Dr. Michael J. Hathaway is a Professor of Anthropology at Simon Fraser University (SFU), Associate Member of the School for International Studies, and the Director of SFU's David Lam Centre for Asian Studies. He is a 2022 Guggenheim Fellow and author of What a Mushroom Lives For (2022) and Environmental Winds (2013).
Hathaway is a cultural anthropologist with two central interests. First, he is deeply interested in China’s place in the modern world, looking at how little-known dynamics there have created world-spanning effects in surprising realms such as feminism, environmentalism, and Indigenous rights. His aim is to disrupt the typical assumptions that globalization emerges solely from the West. Second, Hathaway is doing what he can to foster a transformation in scientific understandings based on colonial assumptions of the natural world.
For a quarter-century, Hathaway has lived in, worked, and traveled in China and increasingly in Japan, where he has explored the entangled and emerging worlds of transnational environmentalism and Indigenous rights.
More recently, Hathaway has been exploring hidden histories of Indigenous-led activism across the Pacific Rim and how they have shaped the contemporary world.
Hathaway's first research project examined global environmentalism and the politics of Indigeneity. This research was based on multi-sited fieldwork in rural and urban Southwest China. It explored how local residents, Chinese scientists and expatriate conservationists forge new constellations of meanings, practices, and forms of governance in contemporary China. This work examines changing understandings of nature, social categories, and power. It was published as Environmental Winds: Making the Global in Southwest China (University of California Press, 2013).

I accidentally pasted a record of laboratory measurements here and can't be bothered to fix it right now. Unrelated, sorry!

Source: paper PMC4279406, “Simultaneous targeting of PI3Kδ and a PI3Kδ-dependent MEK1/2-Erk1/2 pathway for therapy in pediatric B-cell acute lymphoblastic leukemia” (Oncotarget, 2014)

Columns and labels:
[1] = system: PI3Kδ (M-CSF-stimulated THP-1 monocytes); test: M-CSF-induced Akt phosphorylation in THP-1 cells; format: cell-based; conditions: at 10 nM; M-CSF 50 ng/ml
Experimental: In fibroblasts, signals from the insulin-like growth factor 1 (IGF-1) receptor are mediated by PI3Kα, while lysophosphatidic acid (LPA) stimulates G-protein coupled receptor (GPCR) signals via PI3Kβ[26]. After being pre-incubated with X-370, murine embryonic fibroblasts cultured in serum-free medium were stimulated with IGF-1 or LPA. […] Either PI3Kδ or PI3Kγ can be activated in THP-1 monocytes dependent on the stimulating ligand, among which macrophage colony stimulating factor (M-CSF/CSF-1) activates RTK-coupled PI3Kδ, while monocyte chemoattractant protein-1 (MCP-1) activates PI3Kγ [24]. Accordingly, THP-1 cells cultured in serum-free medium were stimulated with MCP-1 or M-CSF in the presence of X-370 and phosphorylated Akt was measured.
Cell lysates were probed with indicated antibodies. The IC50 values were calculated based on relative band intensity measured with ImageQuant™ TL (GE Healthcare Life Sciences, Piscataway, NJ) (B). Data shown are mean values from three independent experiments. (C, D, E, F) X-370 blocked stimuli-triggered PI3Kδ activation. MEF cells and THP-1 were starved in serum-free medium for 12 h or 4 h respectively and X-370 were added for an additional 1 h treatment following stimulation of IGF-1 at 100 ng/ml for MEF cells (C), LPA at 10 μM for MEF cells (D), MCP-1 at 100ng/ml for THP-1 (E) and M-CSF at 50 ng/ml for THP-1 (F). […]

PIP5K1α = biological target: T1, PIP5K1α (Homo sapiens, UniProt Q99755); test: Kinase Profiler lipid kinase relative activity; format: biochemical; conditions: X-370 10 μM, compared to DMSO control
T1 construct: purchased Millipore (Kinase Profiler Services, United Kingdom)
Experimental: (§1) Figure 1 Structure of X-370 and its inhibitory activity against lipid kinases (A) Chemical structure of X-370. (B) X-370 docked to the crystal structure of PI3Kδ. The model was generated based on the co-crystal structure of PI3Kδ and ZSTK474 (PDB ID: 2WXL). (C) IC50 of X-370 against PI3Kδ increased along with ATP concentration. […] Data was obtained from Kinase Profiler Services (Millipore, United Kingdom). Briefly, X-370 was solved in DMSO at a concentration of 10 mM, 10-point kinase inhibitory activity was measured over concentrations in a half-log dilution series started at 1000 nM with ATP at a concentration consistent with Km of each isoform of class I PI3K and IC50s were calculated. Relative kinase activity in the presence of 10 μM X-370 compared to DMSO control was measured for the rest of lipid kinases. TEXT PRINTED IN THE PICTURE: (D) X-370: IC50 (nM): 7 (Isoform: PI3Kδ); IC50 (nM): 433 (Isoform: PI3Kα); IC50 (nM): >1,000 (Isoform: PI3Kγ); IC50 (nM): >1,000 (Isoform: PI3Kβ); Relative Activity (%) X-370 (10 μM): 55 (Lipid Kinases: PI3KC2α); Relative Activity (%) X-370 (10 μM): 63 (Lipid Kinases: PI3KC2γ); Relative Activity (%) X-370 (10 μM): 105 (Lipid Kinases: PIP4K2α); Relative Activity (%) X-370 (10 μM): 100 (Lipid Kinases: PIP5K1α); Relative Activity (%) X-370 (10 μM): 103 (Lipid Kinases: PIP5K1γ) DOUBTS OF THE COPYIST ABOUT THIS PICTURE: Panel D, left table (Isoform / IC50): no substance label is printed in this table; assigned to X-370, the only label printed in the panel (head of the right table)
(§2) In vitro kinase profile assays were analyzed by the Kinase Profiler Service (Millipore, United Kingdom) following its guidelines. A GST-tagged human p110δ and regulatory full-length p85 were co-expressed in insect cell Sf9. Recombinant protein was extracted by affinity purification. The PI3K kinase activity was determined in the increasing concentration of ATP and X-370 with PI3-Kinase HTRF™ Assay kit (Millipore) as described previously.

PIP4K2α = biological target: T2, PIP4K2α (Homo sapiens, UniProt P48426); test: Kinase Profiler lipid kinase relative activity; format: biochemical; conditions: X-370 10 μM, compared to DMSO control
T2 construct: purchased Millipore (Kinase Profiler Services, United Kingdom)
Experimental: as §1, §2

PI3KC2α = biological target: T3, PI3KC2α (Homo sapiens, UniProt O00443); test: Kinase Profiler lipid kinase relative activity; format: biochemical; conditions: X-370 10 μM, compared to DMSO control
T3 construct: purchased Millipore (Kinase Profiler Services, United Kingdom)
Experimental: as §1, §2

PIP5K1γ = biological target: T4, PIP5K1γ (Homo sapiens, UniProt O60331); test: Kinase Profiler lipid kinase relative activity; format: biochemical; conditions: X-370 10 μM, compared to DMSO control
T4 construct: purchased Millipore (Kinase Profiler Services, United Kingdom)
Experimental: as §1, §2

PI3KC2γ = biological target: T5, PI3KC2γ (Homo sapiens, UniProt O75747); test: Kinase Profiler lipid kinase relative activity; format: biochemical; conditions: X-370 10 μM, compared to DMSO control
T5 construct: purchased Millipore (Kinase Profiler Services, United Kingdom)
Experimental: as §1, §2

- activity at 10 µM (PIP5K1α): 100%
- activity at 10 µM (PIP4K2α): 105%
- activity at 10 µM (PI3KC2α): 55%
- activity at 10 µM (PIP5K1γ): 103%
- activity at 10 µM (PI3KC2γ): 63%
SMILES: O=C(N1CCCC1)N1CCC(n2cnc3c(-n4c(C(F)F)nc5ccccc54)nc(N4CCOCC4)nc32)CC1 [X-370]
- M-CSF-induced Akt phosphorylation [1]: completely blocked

Hathaway is currently working on two major projects and seeking interested graduate students to join his research teams. One of these current projects, in collaboration with Aynur Kadir, Rick Colbourne and Glen Coulthard, explores the rise of Indigenous networks in the Pacific Rim as a new way to understand how the Indigenous movement became global starting in the 1970s.
The team explores the legacies of a series of all-Indigenous delegations to China from Japan and from Canada. These trips, virtually lost to the written record, proved momentous, as Indigenous delegates returned to their home countries inspired by what they experienced. They began challenging state authority in unprecedented ways, crafting powerful texts that awakened a generation of Indigenous and non-Indigenous people to the ongoing colonial structures of society. What is perhaps least appreciated is how going to China helped delegates to reimagine themselves as global subjects who were connected to other Indigenous people, as part of what was called the “Fourth World.” In other words, this was part of the silent, often invisible work of fashioning “Indigenous people” as a transnational political category.
By hosting and feasting, they quietly stitched together the fabric of global Indigeneity, a category that was neither obvious nor pre-existing, but took tremendous initiative and creative activity to come into being. This perspective enlivens studies of Indigenous world-making elsewhere, attending to actions that precipitated shifts in consciousness and building relations across geographic and linguistic divides.
Multi-Species Studies and Decolonizing Western Science